Valentiner, David P.
Ph.D. (Doctor of Philosophy)
Department of Psychology
Posttraumatic stress disorder (PTSD) affects 6-17% of college students in the United States, which can negatively impact academic achievement and is associated with other emotional difficulties. Exposure therapy, including written exposure therapy as been found to be efficacious for treating. However, concerns of treatment dropout and low symptom improvement are barriers to treatment success. Experiential avoidance in treatment has been problematic and may influence outcomes. The current study sought to reduce the use of experiential avoidance in exposure sessions through the promotion of self-compassion, an extension of kindness, humanity and mindfulness to the self. Furthermore, the current study also examined the impact of self-compassion induction on self-reported PTSD symptoms. The study recruited introductory psychology students who had PTSD symptoms following exposure to a traumatic event and randomly assigned these participants to two groups: an exposure-with-self-compassion component group and an exposure-only group. Using PROCESS mediation analysis, the main findings indicated that the self-compassion intervention was not effective in increasing state self-compassion and was not associated with any notable changes in state experiential avoidance. However, both conditions showed improvement in PTSD symptoms, providing support for written exposure treatment.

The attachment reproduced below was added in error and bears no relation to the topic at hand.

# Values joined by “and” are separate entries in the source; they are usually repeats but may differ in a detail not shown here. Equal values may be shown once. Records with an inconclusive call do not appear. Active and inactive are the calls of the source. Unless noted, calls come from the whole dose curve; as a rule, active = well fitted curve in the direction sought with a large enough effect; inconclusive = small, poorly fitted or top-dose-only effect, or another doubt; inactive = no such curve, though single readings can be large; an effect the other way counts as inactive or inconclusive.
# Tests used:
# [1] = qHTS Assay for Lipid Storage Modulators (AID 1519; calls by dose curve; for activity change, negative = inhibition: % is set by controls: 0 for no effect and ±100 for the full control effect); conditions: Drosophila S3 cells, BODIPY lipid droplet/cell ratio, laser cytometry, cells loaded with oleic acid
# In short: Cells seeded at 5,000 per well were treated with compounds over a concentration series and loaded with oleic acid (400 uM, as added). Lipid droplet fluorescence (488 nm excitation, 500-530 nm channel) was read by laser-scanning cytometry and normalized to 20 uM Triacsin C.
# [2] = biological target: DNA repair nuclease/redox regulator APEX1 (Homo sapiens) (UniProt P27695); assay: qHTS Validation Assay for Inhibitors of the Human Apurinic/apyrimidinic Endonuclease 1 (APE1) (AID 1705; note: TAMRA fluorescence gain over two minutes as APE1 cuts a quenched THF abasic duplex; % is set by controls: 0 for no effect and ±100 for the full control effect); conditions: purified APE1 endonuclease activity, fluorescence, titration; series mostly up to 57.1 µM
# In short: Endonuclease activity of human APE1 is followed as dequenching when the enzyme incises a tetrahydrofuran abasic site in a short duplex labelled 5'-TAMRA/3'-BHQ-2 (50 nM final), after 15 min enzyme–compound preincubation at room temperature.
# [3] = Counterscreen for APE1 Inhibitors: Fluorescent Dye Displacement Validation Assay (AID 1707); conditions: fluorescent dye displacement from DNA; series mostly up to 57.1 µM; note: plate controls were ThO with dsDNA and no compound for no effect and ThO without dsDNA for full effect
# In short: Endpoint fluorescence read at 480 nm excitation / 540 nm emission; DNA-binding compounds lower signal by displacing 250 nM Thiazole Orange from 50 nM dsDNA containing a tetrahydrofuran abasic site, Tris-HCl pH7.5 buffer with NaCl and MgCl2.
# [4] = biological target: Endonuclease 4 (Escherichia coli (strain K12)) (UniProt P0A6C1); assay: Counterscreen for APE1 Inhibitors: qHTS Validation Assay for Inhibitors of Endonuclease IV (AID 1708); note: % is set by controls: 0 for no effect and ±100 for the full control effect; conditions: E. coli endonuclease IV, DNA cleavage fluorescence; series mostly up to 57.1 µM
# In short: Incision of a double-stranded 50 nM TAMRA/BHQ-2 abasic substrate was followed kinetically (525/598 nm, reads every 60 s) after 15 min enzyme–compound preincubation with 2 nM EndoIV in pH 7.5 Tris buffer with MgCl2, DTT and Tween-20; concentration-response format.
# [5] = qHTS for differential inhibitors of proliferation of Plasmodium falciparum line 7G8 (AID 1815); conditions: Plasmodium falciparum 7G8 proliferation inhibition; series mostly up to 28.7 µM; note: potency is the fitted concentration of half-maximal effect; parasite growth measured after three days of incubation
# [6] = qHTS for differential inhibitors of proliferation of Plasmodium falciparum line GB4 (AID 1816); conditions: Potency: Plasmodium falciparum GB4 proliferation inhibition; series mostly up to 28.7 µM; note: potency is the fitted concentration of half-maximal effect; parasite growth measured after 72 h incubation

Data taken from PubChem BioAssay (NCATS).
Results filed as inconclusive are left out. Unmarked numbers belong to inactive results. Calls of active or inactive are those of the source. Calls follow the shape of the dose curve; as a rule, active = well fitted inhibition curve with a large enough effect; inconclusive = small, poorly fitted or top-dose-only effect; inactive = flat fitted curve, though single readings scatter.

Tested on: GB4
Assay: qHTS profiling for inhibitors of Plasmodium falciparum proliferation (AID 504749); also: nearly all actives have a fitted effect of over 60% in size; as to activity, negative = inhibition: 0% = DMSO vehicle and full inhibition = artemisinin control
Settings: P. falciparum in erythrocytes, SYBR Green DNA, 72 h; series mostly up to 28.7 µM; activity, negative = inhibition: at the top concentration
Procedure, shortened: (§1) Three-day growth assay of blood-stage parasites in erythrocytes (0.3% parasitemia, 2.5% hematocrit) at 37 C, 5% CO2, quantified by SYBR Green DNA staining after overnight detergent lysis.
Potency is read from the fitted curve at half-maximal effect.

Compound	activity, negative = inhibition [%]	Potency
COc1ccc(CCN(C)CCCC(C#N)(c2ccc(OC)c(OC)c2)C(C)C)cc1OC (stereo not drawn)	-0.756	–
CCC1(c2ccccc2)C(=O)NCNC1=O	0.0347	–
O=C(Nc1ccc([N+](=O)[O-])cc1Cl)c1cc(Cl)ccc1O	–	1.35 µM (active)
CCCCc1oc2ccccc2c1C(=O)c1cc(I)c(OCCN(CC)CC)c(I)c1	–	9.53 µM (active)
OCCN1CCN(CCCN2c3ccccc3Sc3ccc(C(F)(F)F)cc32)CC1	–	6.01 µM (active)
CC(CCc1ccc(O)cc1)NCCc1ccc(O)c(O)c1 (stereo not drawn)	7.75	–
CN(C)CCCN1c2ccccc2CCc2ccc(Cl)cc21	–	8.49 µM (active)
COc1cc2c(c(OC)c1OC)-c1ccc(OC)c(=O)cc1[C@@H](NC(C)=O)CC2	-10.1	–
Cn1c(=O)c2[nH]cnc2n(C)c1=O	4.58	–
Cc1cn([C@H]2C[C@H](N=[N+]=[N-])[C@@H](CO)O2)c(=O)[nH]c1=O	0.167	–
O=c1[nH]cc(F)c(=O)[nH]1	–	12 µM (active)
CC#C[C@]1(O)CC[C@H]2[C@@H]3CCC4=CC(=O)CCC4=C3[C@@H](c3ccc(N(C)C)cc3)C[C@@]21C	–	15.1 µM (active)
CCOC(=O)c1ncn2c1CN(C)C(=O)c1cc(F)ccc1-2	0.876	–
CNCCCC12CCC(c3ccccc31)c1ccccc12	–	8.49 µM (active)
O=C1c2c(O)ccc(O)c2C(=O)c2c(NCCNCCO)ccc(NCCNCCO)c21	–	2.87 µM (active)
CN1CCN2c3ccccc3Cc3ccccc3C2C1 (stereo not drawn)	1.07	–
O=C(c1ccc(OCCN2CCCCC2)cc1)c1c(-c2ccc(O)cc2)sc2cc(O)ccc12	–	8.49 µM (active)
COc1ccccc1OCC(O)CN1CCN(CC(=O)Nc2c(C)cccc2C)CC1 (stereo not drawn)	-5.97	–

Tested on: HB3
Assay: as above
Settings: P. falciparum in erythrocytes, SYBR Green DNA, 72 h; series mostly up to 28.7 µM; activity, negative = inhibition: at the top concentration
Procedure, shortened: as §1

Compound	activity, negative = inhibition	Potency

Ellem, Jessica Rose, "The Impact of Self-Compassion on Engagement During a Writing Exposure Session for Posttraumatic Stress" (2022). Graduate Research Theses & Dissertations. 7315.
Northern Illinois University
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